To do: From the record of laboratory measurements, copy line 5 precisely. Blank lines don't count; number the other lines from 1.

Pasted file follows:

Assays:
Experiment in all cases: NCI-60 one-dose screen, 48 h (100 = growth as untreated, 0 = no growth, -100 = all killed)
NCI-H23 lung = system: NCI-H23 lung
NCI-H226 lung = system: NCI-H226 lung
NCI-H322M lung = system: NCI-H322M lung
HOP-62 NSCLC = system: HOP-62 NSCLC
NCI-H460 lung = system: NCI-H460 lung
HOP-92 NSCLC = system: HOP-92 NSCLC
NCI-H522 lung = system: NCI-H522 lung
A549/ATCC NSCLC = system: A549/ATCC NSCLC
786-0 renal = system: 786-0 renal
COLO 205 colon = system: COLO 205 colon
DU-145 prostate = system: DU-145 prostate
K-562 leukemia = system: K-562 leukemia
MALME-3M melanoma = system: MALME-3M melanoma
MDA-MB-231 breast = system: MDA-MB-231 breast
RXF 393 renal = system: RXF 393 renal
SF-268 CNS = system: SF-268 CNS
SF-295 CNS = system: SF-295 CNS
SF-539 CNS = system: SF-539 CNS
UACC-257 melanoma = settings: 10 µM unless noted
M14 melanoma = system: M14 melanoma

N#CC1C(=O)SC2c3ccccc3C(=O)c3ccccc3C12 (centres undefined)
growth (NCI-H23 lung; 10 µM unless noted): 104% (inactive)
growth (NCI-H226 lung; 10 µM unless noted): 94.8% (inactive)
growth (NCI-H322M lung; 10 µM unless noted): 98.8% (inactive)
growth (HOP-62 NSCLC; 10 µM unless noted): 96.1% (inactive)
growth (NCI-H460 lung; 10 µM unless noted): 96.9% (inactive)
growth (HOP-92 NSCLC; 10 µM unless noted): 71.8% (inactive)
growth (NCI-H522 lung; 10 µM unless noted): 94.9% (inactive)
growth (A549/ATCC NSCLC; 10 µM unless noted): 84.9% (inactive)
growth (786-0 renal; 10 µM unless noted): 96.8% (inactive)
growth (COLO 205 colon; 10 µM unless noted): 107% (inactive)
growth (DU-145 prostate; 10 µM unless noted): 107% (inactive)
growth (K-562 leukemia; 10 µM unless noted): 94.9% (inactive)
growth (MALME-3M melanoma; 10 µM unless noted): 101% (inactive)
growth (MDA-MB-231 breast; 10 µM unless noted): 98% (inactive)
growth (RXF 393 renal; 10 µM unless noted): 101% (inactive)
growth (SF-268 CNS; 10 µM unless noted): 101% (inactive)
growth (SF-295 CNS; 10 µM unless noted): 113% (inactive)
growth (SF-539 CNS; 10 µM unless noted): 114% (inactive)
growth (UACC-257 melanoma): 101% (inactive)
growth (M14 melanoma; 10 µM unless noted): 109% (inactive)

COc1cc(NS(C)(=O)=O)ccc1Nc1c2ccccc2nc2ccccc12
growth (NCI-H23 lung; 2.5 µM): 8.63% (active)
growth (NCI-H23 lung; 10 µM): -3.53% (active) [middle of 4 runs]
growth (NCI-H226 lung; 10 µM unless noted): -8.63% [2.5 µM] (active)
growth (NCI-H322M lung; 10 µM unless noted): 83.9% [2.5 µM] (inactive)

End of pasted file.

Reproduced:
NCI-H322M lung = system: NCI-H322M lung